I remember a priest who once preached in my church, 'Many people have no problem being quite concerned about those who are sick and hungry in some deprived areas of the world, but have great problem to help out their neighbour when he is in need'.
Having mercy to those who are in need. This is what we need today. People willing to open their hearts and purses to those in need. That would be the best answer to many of the problems plaguing us. Well, it needs a will power to do . . . and more than that a willingness of the spirit. The spirit which compelled many such individuals and institutions which did yeoman service to humanity over the years.
The spirit of giving seems to be on the wane. The change we need today is a renewal of the spirit to give. Our money for others . . .
Our time for others . . .
Our talents for others . . .
Others who need them more than us. . .
Couple of days back I read the story of an elderly couple who lived in the midst of a famine. They were just able to manage a square meal a day. One night, a lady with a baby came asking for help . . . The old man gave away a piece of jewel that he was saving for harder times. His wife was in the kitchen stirring up some gruel and did not know that her husband had given off the jewellery. When she came to know about it, she told her husband, 'Did you not know it's worth to give it away?' The old man told her to wait and went out. He ran after the lady with the baby. He found her and told her, 'My wife tells me that the piece of jewellery is quite expensive. I'm sure we would never use it. Please use it wisely'.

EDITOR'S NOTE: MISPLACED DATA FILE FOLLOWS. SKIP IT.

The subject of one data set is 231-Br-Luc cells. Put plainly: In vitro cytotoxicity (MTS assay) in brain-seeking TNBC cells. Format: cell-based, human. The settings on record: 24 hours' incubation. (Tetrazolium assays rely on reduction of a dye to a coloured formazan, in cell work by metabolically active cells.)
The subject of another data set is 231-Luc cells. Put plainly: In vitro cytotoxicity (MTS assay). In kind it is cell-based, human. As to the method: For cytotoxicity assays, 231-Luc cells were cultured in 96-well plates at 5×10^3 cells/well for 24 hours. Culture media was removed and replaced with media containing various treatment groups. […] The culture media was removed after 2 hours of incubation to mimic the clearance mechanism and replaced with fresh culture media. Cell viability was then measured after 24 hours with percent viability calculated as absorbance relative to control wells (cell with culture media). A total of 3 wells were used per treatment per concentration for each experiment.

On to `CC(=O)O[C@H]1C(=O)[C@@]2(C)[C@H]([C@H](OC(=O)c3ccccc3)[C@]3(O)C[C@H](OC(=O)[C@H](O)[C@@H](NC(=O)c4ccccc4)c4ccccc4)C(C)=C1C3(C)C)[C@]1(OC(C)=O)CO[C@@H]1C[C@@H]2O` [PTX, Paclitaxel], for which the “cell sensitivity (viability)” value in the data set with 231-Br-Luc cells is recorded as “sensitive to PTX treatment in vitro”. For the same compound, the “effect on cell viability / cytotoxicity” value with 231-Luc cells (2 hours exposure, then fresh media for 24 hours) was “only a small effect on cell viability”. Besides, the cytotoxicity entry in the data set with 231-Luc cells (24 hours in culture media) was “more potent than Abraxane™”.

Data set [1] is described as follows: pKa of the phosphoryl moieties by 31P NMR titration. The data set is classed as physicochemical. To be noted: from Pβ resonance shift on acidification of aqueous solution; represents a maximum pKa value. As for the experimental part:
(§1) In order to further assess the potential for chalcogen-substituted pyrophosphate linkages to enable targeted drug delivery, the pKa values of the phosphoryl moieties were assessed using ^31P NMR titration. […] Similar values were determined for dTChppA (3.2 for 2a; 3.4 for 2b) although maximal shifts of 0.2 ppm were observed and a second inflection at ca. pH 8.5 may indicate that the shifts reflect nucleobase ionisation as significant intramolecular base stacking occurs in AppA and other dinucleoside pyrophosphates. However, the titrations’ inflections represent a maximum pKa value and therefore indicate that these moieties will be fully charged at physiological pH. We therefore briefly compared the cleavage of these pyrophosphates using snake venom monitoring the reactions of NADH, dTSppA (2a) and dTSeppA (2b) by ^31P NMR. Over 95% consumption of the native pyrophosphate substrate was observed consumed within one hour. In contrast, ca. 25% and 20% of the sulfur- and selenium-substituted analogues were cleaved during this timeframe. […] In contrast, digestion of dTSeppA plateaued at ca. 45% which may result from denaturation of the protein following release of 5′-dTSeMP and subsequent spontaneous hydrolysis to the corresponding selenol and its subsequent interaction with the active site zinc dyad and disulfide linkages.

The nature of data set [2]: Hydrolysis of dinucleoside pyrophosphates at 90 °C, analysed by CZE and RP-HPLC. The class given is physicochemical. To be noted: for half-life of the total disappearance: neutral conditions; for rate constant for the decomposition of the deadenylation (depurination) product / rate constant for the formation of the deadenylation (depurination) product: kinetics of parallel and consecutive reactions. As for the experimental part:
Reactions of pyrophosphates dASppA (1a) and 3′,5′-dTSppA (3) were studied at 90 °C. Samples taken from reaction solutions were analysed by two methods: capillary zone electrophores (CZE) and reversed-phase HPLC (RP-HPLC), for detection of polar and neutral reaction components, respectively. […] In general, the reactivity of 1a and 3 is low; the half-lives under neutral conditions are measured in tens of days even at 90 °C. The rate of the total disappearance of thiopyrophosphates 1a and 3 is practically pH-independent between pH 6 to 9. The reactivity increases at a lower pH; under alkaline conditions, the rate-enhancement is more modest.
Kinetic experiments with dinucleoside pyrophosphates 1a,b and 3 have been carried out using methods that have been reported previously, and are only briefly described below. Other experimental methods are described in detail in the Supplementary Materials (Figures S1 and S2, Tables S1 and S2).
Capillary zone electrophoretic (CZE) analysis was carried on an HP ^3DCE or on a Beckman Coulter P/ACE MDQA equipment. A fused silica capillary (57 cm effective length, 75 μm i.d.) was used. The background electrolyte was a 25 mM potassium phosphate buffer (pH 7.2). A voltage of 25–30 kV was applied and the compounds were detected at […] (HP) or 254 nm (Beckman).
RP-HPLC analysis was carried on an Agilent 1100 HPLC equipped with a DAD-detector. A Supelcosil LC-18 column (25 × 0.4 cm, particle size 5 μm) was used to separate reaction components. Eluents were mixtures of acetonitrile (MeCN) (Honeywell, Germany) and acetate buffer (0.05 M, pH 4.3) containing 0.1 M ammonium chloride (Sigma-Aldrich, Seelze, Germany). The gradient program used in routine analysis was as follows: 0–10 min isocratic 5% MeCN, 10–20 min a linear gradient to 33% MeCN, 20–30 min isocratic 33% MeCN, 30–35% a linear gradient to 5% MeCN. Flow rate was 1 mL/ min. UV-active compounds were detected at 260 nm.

We keep to ourselves quite a lot of valuable things which we would never use in our lives . . . In fact, I had recently read a newspaper report that rich Indians gave much lesser to charity than the rich elsewhere. I'm not sure how true it is. But if it true, it is unfortunate.
I wondered on what all things we hold on to as much valuable, but find it difficult to share. One thing that struck me was about the way we bring up our children. We try our best to inculcate all sorts of values aimed at self-centredness and self-preservation into our children.
Why not try bringing up our children with values aimed towards giving things for the society? The urge to contribute for the larger good rather than than an urge towards self-gratification and selfishness.
Rather, it involves dedicating our children to the welfare of others . . . May be quite a difficult thought for us. Most of us look at our children as an investment for our future when we become old. . . But, I need not tell you that most of the times, in reality, it does not work out that way.
If that is a difficult thought, do find something which you can give to others.
Something less expensive. A smile . . . Less expensive, but precious. . . That would be quite a good start towards initiating a culture towards giving. . . Well, I'm told that a smile involves using quite a lot of muscles of the face, but many a thing falls into place with a smile. Maybe, you may not end up giving big things. But, I tell you my friend, a smile to anybody, a friend or a stranger can be a good start for the habit of giving . . .